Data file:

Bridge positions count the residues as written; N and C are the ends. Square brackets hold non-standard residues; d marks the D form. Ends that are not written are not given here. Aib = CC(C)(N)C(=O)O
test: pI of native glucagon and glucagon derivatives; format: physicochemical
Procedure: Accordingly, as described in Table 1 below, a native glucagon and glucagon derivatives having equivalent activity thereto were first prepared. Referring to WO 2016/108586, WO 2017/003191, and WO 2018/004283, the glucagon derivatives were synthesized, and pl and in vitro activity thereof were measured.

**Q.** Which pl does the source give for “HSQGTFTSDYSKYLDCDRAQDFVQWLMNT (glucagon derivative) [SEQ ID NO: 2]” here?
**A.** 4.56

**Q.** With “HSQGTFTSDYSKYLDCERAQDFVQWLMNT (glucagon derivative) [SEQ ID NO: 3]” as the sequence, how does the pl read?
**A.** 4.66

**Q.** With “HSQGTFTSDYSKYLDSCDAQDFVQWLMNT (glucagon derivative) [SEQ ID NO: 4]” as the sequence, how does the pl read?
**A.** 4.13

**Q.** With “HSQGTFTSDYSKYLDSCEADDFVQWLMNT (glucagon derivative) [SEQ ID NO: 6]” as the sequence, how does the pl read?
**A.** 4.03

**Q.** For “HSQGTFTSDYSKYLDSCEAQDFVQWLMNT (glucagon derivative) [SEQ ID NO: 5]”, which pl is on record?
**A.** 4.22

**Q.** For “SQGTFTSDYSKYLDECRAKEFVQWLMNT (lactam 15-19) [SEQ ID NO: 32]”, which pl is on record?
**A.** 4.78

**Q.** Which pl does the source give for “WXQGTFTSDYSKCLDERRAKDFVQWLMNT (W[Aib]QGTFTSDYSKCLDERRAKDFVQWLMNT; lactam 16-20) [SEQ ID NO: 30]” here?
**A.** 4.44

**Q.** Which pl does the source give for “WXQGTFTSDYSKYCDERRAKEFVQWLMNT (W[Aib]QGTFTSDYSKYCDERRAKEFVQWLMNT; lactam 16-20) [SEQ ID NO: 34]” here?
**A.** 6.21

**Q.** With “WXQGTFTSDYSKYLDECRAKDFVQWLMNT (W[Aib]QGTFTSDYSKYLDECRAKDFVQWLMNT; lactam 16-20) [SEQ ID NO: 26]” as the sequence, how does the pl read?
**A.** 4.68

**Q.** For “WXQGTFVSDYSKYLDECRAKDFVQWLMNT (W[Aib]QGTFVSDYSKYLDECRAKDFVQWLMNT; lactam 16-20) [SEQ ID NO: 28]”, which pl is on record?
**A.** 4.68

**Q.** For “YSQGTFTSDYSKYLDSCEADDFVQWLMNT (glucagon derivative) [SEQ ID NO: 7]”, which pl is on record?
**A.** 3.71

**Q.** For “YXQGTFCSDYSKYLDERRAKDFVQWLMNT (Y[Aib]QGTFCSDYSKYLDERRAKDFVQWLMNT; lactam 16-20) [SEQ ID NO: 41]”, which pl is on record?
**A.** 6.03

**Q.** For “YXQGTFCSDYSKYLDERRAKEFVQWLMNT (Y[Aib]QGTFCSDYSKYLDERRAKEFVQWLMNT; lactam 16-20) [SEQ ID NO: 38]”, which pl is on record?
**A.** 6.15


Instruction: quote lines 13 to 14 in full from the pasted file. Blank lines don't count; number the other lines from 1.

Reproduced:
**A.** 4.22

**Q.** For “SQGTFTSDYSKYLDECRAKEFVQWLMNT (lactam 15-19) [SEQ ID NO: 32]”, which pl is on record?